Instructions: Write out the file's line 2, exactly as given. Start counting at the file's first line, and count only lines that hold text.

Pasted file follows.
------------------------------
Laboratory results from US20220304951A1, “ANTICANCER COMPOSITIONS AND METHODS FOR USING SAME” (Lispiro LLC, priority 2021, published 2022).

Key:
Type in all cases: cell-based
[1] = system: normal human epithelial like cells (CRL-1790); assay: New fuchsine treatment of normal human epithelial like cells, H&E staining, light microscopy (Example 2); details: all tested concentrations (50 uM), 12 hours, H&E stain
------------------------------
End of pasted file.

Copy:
Key: